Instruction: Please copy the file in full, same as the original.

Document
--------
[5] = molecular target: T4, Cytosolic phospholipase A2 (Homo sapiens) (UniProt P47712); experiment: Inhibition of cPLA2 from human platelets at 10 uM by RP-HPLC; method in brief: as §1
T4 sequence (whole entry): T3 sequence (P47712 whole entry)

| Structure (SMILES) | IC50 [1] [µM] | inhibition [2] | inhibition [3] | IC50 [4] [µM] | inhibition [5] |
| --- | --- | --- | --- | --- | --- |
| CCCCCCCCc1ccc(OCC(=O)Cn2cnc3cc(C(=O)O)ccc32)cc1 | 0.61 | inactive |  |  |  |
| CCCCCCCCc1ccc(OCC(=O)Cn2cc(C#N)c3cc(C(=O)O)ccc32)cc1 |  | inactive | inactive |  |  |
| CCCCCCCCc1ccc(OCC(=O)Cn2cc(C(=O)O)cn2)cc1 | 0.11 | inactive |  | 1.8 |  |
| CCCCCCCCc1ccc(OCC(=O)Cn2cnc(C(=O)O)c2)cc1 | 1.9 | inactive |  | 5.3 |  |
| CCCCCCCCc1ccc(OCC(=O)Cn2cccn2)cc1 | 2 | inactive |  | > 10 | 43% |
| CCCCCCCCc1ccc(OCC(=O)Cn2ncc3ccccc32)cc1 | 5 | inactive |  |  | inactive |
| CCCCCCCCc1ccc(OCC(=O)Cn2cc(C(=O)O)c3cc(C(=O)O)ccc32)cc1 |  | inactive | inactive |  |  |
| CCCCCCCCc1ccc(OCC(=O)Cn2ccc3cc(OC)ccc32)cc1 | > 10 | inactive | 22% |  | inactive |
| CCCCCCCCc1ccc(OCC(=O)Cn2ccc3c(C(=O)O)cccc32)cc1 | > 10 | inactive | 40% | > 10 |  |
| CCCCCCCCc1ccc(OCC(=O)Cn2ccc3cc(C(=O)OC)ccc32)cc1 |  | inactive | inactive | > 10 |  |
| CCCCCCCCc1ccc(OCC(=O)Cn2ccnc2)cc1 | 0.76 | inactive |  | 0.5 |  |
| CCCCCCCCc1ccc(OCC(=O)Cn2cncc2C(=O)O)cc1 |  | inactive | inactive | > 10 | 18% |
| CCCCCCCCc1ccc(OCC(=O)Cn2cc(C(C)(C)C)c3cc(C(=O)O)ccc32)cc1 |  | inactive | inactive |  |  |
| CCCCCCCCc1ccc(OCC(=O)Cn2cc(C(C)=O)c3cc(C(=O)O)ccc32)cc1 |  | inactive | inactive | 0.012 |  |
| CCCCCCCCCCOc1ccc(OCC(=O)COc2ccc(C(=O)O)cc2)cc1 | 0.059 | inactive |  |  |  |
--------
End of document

[5] = molecular target: T4, Cytosolic phospholipase A2 (Homo sapiens) (UniProt P47712); experiment: Inhibition of cPLA2 from human platelets at 10 uM by RP-HPLC; method in brief: as §1
T4 sequence (whole entry): T3 sequence (P47712 whole entry)

| Structure (SMILES) | IC50 [1] [µM] | inhibition [2] | inhibition [3] | IC50 [4] [µM] | inhibition [5] |
| --- | --- | --- | --- | --- | --- |
| CCCCCCCCc1ccc(OCC(=O)Cn2cnc3cc(C(=O)O)ccc32)cc1 | 0.61 | inactive |  |  |  |
| CCCCCCCCc1ccc(OCC(=O)Cn2cc(C#N)c3cc(C(=O)O)ccc32)cc1 |  | inactive | inactive |  |  |
| CCCCCCCCc1ccc(OCC(=O)Cn2cc(C(=O)O)cn2)cc1 | 0.11 | inactive |  | 1.8 |  |
| CCCCCCCCc1ccc(OCC(=O)Cn2cnc(C(=O)O)c2)cc1 | 1.9 | inactive |  | 5.3 |  |
| CCCCCCCCc1ccc(OCC(=O)Cn2cccn2)cc1 | 2 | inactive |  | > 10 | 43% |
| CCCCCCCCc1ccc(OCC(=O)Cn2ncc3ccccc32)cc1 | 5 | inactive |  |  | inactive |
| CCCCCCCCc1ccc(OCC(=O)Cn2cc(C(=O)O)c3cc(C(=O)O)ccc32)cc1 |  | inactive | inactive |  |  |
| CCCCCCCCc1ccc(OCC(=O)Cn2ccc3cc(OC)ccc32)cc1 | > 10 | inactive | 22% |  | inactive |
| CCCCCCCCc1ccc(OCC(=O)Cn2ccc3c(C(=O)O)cccc32)cc1 | > 10 | inactive | 40% | > 10 |  |
| CCCCCCCCc1ccc(OCC(=O)Cn2ccc3cc(C(=O)OC)ccc32)cc1 |  | inactive | inactive | > 10 |  |
| CCCCCCCCc1ccc(OCC(=O)Cn2ccnc2)cc1 | 0.76 | inactive |  | 0.5 |  |
| CCCCCCCCc1ccc(OCC(=O)Cn2cncc2C(=O)O)cc1 |  | inactive | inactive | > 10 | 18% |
| CCCCCCCCc1ccc(OCC(=O)Cn2cc(C(C)(C)C)c3cc(C(=O)O)ccc32)cc1 |  | inactive | inactive |  |  |
| CCCCCCCCc1ccc(OCC(=O)Cn2cc(C(C)=O)c3cc(C(=O)O)ccc32)cc1 |  | inactive | inactive | 0.012 |  |
| CCCCCCCCCCOc1ccc(OCC(=O)COc2ccc(C(=O)O)cc2)cc1 | 0.059 | inactive |  |  |  |